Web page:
The first Christian blood was shed on a hillside overlooking Nagasaki in1597 when 26 Catholics- priests, religious and laity - were crucified on orders from previous dictator Toyotomi Hideyoshi.
In the autumn of 1619 Shogun Hidetada Tokugawa, on a visit to Kyoto, ordered the execution by burning alive of 52 Japanese who had been jailed for refusing to relinquish their faith.
First of all, the 52 condemned, comprising 26 men, 26 women and 11 children under15 years, were paraded around the main streets in open carts as a warning to any other Christians hiding in the city.
They were then taken to the banks of the Kamo River, not too far from the present St. Francis Xavier Cathedral, where wooden crosses had been erected, with firewood stacked at each base.
Catechist John Hashimoto was first to be roped to a cross. He had earned the special anger of the jailers by leading his fellow imprisoned Christians in frequent vocal prayer, and by preaching to them, encouraging them to remain faithful to the Lord Jesus despite the threats of torture and death.
Next, his pregnant wife Thecla was roughly roped to a cross not far from his. She held four year old Lucia tightly to her breast, while nine year old Francis and 12 year old Thomas were roped to either side of her.
Her other two children, six year old Peter and 13 year old Katrina were tied to the cross beside hers.
The English merchant Richard Cocks was in Kyoto on business and went along to witness the executions.
He described the scene in one of his many diary books that were later published, giving us a precious view of what followed.
Just as the western skyline was turning red with the sunset, tinging the waters of the river, guards stepped forward with burning faggots and set fire to the wood piled up at the foot of each cross.
After a short time Katrina, now enveloped in smoke cried out: “Mummy, I can’t see anything.”
Thecla replied: “It’s alright, my child. Everything will soon be clear, when we are all together in Heaven.”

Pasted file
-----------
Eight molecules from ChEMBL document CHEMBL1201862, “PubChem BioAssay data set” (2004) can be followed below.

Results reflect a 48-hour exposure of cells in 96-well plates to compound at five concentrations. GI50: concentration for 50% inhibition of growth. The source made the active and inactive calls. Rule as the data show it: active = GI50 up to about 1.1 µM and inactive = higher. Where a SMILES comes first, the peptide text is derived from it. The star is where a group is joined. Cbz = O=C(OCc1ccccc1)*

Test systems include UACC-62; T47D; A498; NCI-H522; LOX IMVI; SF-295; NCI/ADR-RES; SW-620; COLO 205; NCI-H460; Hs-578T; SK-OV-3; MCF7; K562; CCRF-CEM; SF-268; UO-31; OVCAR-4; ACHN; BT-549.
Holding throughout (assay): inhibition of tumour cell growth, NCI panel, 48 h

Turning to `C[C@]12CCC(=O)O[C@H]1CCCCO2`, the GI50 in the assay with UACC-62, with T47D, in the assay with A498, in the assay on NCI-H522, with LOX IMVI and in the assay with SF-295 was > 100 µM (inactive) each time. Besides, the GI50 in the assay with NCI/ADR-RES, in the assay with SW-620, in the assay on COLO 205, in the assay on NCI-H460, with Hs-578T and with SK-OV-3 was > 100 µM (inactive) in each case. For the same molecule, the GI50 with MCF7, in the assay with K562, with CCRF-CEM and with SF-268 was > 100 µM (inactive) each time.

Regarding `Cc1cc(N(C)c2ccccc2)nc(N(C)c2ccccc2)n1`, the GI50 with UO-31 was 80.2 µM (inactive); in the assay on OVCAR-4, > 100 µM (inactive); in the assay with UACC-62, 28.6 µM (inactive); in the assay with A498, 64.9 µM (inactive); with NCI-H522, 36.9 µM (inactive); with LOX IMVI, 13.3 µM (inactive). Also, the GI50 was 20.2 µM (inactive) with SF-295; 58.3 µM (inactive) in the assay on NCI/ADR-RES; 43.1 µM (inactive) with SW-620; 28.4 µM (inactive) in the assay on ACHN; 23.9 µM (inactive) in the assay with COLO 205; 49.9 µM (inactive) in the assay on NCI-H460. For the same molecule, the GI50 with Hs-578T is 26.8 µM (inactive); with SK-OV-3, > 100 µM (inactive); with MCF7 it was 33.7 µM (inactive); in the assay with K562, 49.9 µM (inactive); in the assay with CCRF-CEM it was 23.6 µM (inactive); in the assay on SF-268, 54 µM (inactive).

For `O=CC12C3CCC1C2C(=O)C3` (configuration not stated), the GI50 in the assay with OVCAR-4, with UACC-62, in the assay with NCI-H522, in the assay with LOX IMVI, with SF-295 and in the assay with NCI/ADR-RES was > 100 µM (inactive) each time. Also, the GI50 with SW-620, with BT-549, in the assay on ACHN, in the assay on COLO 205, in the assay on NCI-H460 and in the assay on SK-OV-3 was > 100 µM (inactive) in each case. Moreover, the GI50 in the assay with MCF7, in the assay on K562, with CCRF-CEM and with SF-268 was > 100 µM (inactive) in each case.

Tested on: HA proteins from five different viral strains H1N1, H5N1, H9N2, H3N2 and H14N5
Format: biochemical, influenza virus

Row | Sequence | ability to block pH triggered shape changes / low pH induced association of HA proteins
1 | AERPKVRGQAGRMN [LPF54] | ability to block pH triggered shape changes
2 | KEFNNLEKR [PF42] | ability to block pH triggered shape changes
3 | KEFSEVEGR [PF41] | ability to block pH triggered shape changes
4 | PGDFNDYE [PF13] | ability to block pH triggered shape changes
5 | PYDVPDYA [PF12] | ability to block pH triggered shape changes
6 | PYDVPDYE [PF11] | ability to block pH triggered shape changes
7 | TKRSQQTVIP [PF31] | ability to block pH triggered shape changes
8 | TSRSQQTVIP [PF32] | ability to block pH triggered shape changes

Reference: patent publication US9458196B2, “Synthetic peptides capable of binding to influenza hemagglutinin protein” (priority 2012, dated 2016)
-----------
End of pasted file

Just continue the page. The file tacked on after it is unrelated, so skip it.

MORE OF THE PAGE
As Thecla became lost to sight in the billowing smoke, she called out to each of her children by name, and shouted: “Jesus, Mary.” Soon her head and shoulders crumpled forward in death.
Cocks was surprised to see that her four year old Lucia was still locked in her arms.
“I saw 52 Christians killed because they would not give up their faith,” he wrote. “I heard mothers shout: “Lord Jesus, receive these children.”
Thecla Hashimoto and her fellow sufferers were among the 188 Japanese martyrs beatified at a large gathering of bishops, priests, religious and laity in Nagasaki on November 24, 2008.
Masami Tanaka's painting of the martyrdom of Blessed Thecla and three of her children
Distinguished Japanese artist Masami Tanaka was received into the Catholic Church while studying painting in France. His wife Tokiko soon followed him into the Faith.
He is dead but his wife is still alive, one of the many modern Japanese women who have celebrated their 100th birthday.
She tells of how deeply moved her husband was when he first read the story of Thecla’s martyrdom.
Apart from the spiritual emotion the martyrdoms evoked, he found in the epic story something of the Yamaro-damashi, the quintessentially Japanese spirit, that he loved and sometimes depicted in his paintings.
Francis Xavier, in one of his letters back to Europe referred to an aspect of Yamatodamashii in his observation that the Japanese are a strong people who do not fear to die for honour.
He predicted they will made great Christians.
Many tears are shed worldwide as Madame Butterfly proclaims that death with honour is better than life without honour.
Artist Tanaka did a powerful painting that centers on Blessed Thecla and her children in the midst of the flames.
That painting is now in the Vatican though many Japanese Catholics have a copy of it.
When a large Department Store in Tokyo invited Tanaka to put on an exhibition of his paintings, he included the martyrdom of Thecla and her children.
It was too much for many non Christian viewers who complained so strongly that the management quickly had Tanaka remove the painting.
36 years old theologian Tertullian was converted and baptized in 196 AD. It was an era when many Christians were being executed, and he wrote: “The blood of martyrs is the seed of Christians.”
Martyred Christians are prominent in the Book of Revelation, the apocalyptic book that ends the New Testament Bible.